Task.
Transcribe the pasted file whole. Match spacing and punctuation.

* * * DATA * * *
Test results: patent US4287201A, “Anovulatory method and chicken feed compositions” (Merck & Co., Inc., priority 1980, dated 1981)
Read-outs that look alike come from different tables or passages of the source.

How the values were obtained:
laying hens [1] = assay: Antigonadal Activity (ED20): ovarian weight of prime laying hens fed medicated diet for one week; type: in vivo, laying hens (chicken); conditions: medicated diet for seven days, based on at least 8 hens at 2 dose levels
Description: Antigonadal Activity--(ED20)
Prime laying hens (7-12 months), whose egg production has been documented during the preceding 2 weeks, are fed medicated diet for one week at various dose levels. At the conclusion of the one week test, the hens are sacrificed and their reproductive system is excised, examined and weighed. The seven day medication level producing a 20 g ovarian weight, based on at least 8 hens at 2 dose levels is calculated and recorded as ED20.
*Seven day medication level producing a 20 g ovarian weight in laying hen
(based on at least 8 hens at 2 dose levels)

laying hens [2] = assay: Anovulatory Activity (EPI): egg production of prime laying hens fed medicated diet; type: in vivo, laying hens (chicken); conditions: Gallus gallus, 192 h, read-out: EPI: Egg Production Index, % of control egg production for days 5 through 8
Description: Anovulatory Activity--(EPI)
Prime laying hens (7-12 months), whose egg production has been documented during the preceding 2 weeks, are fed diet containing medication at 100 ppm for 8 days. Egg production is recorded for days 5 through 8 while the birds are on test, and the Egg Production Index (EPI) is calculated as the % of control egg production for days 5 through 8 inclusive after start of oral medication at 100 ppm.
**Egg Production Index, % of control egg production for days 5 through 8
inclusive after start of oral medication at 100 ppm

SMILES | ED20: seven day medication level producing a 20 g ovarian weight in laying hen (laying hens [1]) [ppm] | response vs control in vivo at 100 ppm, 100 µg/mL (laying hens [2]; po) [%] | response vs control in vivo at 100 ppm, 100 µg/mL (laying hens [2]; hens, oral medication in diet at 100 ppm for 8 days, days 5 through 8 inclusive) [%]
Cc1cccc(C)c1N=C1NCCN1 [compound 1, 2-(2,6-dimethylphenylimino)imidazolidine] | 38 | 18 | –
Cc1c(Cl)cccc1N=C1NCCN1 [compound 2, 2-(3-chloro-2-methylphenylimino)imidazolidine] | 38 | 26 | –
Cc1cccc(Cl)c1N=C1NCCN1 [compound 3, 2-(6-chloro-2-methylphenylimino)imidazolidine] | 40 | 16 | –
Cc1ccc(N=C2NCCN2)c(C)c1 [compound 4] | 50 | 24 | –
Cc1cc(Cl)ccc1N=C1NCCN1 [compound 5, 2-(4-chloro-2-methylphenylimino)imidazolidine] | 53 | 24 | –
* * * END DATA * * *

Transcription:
Test results: patent US4287201A, “Anovulatory method and chicken feed compositions” (Merck & Co., Inc., priority 1980, dated 1981)
Read-outs that look alike come from different tables or passages of the source.

How the values were obtained:
laying hens [1] = assay: Antigonadal Activity (ED20): ovarian weight of prime laying hens fed medicated diet for one week; type: in vivo, laying hens (chicken); conditions: medicated diet for seven days, based on at least 8 hens at 2 dose levels
Description: Antigonadal Activity--(ED20)
Prime laying hens (7-12 months), whose egg production has been documented during the preceding 2 weeks, are fed medicated diet for one week at various dose levels. At the conclusion of the one week test, the hens are sacrificed and their reproductive system is excised, examined and weighed. The seven day medication level producing a 20 g ovarian weight, based on at least 8 hens at 2 dose levels is calculated and recorded as ED20.
*Seven day medication level producing a 20 g ovarian weight in laying hen
(based on at least 8 hens at 2 dose levels)

laying hens [2] = assay: Anovulatory Activity (EPI): egg production of prime laying hens fed medicated diet; type: in vivo, laying hens (chicken); conditions: Gallus gallus, 192 h, read-out: EPI: Egg Production Index, % of control egg production for days 5 through 8
Description: Anovulatory Activity--(EPI)
Prime laying hens (7-12 months), whose egg production has been documented during the preceding 2 weeks, are fed diet containing medication at 100 ppm for 8 days. Egg production is recorded for days 5 through 8 while the birds are on test, and the Egg Production Index (EPI) is calculated as the % of control egg production for days 5 through 8 inclusive after start of oral medication at 100 ppm.
**Egg Production Index, % of control egg production for days 5 through 8
inclusive after start of oral medication at 100 ppm

SMILES | ED20: seven day medication level producing a 20 g ovarian weight in laying hen (laying hens [1]) [ppm] | response vs control in vivo at 100 ppm, 100 µg/mL (laying hens [2]; po) [%] | response vs control in vivo at 100 ppm, 100 µg/mL (laying hens [2]; hens, oral medication in diet at 100 ppm for 8 days, days 5 through 8 inclusive) [%]
Cc1cccc(C)c1N=C1NCCN1 [compound 1, 2-(2,6-dimethylphenylimino)imidazolidine] | 38 | 18 | –
Cc1c(Cl)cccc1N=C1NCCN1 [compound 2, 2-(3-chloro-2-methylphenylimino)imidazolidine] | 38 | 26 | –
Cc1cccc(Cl)c1N=C1NCCN1 [compound 3, 2-(6-chloro-2-methylphenylimino)imidazolidine] | 40 | 16 | –
Cc1ccc(N=C2NCCN2)c(C)c1 [compound 4] | 50 | 24 | –
Cc1cc(Cl)ccc1N=C1NCCN1 [compound 5, 2-(4-chloro-2-methylphenylimino)imidazolidine] | 53 | 24 | –